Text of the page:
Proposals and cost allocation plans in the light of auditor’s independence requirements.
The Government Accountability Office (GAO), on January 25, 2002, issued an amendment to Government Auditing Standards (1994 revision), Amendment No. 3, Independence, which substantially changed the previous standard to better serve the public interest and to maintain a high degree of integrity, objectivity, and independence for audits. The most significant changes included in this amendment, related to the standards associated with non-audit, or consulting services. Auditors have the capability of performing a range of services for their clients if they do not violate the principles of independence and comply with the required safeguards.
Generally Accepted Government Auditing Standards (GAGAS), also known as the Yellow Book (guidelines for audits created by the Comptroller General and the audit agency of the U.S. Congress, GOA), recognize that non-audit services are provided by audit organizations and that certain steps needs to be taken to avoid situations that can impair auditor independence, either in fact or appearance, to provide financial audits, attestations engagements, or performance audits in accordance with GAGAS. Even so, there are some circumstances where it is not appropriate for the audit firm to perform both audit and selected non-audit services for the same client. In these circumstances, the auditor and the auditee will have to make a choice as to which of these services the audit firm will provide.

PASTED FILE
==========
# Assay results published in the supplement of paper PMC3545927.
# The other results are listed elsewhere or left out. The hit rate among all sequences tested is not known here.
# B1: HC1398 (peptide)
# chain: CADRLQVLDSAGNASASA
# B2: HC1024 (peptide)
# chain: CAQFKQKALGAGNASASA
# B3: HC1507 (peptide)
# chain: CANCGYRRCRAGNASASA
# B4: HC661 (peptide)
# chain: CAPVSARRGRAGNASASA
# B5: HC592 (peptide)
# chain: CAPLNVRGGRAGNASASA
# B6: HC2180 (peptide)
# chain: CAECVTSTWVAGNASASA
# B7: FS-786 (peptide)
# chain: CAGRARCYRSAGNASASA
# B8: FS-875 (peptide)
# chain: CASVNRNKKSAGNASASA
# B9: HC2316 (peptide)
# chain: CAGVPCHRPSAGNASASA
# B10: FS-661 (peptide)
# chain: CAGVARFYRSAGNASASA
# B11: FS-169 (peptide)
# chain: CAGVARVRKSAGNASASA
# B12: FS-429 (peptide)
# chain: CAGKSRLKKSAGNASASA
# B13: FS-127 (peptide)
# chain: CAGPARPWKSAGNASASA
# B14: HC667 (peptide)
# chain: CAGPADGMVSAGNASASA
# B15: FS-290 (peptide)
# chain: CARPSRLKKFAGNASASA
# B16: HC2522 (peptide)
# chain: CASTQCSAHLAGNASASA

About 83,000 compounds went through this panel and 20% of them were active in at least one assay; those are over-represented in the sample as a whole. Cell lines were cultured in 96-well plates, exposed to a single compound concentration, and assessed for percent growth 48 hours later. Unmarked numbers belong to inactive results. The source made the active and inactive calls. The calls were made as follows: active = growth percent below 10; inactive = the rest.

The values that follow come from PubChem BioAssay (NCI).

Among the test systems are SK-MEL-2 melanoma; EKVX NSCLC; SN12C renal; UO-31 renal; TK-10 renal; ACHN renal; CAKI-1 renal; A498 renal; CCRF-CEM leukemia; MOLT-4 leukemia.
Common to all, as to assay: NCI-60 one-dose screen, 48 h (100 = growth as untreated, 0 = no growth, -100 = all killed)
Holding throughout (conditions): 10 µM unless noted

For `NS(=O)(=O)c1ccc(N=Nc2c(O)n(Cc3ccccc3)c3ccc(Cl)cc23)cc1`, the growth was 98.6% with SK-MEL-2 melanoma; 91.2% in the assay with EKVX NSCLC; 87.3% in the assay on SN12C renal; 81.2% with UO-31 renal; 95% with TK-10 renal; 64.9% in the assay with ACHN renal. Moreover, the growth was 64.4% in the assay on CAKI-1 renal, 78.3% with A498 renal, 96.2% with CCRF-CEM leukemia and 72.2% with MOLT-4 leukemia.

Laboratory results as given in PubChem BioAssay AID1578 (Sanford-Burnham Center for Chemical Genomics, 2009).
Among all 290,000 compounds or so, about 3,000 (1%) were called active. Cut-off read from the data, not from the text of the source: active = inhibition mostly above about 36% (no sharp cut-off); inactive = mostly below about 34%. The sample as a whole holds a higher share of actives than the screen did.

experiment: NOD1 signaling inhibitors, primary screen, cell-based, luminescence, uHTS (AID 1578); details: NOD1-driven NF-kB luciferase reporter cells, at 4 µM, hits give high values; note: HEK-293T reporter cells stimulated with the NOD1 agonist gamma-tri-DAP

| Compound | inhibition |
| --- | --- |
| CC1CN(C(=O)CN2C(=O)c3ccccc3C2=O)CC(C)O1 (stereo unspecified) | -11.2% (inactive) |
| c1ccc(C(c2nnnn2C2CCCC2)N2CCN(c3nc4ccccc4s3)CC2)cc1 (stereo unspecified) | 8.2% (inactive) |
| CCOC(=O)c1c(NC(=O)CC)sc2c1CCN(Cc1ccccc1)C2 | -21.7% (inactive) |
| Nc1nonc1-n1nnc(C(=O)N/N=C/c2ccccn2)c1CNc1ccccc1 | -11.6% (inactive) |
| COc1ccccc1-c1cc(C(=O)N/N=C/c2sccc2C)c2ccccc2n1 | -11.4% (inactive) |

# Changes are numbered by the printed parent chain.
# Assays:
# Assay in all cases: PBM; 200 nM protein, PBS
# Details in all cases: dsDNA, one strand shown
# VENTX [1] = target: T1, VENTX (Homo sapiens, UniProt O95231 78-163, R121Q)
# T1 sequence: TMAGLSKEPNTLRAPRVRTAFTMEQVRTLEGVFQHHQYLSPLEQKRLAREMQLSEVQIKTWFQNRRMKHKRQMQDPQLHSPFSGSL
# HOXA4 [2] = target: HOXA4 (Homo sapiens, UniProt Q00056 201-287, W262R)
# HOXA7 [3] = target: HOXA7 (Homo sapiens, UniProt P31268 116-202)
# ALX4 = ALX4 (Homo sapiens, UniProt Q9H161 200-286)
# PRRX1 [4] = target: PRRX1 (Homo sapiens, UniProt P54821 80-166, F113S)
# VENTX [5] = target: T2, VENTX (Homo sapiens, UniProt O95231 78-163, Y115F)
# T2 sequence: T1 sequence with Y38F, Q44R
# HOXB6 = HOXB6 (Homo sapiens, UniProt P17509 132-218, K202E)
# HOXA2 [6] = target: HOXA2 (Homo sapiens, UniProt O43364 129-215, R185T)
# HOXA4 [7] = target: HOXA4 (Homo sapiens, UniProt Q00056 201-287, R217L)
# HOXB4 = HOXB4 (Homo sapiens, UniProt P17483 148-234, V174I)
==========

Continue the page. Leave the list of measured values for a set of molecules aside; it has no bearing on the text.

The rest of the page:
The preparation of an indirect cost proposal for clients is listed as a non-audit service.
Can auditor be engaged to perform an audit and be selected to prepare an indirect cost rate proposal for the same clients?
Uniform Guidance (2 C.F.R. Part 200) establishes uniform administrative requirements, cost principles, and audit requirements for Federal awards to non-Federal entities. The 2 CFR § 200.509 (Auditor selection) very specifically addresses the limitation for this non-audit service. The auditor who prepares the indirect cost proposal or cost allocation plan may not also be selected to perform the audit required by this part when the indirect costs recovered by the auditee during the prior year exceeded $1 million. This restriction applies to the base year used in the preparation of the indirect cost proposal or cost allocation plan and any subsequent years in which the resulting indirect cost agreement or cost allocation plan is used to recover costs.
The auditor performing an audit can still provide the non-audit service of preparing the indirect cost proposal or cost allocation plan only if both conditions are met:
- indirect costs recovered by the auditee during the prior year did not exceed $1 million as described in 2 CFR & 200.509; and
- management has taken responsibility for all significant assumptions and data used in preparation of such document and auditor complied with required safeguards.
If the above conditions are not met, the auditor cannot be selected to prepare the indirect cost proposal or cost allocation plan and the service should be provided by another CPA or qualified professional.
Iwona Sornat, CPA
Iwona is a Manager in Cerini & Associates’ audit and consulting practice, and she has more than 10 years of experience in providing various audit, review, accounting services to nonprofit, for-profit and government clients. Iwona has a strong background of financial statement and audit experience, including all aspects of grant compliance and single audit testing (Uniform Guidance). Iwona’s technical knowledge and experience allows her to provide effective and efficient audit service to her clients.